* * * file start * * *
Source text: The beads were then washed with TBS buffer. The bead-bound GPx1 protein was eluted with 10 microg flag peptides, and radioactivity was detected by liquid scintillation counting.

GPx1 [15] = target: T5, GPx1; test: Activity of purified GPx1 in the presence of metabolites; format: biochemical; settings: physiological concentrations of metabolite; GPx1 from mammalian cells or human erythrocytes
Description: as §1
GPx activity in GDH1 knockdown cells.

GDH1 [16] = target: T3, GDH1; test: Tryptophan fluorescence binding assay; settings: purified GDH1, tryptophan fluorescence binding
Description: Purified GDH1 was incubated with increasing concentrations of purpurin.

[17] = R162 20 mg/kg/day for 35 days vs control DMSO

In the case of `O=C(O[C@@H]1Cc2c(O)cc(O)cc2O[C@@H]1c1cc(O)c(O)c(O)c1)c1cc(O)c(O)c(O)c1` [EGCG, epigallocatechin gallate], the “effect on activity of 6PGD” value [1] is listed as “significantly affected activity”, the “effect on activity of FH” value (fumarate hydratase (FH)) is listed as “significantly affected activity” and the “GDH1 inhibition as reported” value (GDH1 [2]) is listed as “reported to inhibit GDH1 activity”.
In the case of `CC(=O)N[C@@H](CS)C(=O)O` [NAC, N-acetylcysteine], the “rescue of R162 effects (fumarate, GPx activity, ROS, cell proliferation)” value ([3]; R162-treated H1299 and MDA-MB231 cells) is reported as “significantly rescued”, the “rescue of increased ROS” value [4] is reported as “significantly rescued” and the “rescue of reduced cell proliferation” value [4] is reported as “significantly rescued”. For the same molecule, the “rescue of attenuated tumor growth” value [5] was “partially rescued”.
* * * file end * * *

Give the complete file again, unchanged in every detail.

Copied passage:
Source text: The beads were then washed with TBS buffer. The bead-bound GPx1 protein was eluted with 10 microg flag peptides, and radioactivity was detected by liquid scintillation counting.

GPx1 [15] = target: T5, GPx1; test: Activity of purified GPx1 in the presence of metabolites; format: biochemical; settings: physiological concentrations of metabolite; GPx1 from mammalian cells or human erythrocytes
Description: as §1
GPx activity in GDH1 knockdown cells.

GDH1 [16] = target: T3, GDH1; test: Tryptophan fluorescence binding assay; settings: purified GDH1, tryptophan fluorescence binding
Description: Purified GDH1 was incubated with increasing concentrations of purpurin.

[17] = R162 20 mg/kg/day for 35 days vs control DMSO

In the case of `O=C(O[C@@H]1Cc2c(O)cc(O)cc2O[C@@H]1c1cc(O)c(O)c(O)c1)c1cc(O)c(O)c(O)c1` [EGCG, epigallocatechin gallate], the “effect on activity of 6PGD” value [1] is listed as “significantly affected activity”, the “effect on activity of FH” value (fumarate hydratase (FH)) is listed as “significantly affected activity” and the “GDH1 inhibition as reported” value (GDH1 [2]) is listed as “reported to inhibit GDH1 activity”.
In the case of `CC(=O)N[C@@H](CS)C(=O)O` [NAC, N-acetylcysteine], the “rescue of R162 effects (fumarate, GPx activity, ROS, cell proliferation)” value ([3]; R162-treated H1299 and MDA-MB231 cells) is reported as “significantly rescued”, the “rescue of increased ROS” value [4] is reported as “significantly rescued” and the “rescue of reduced cell proliferation” value [4] is reported as “significantly rescued”. For the same molecule, the “rescue of attenuated tumor growth” value [5] was “partially rescued”.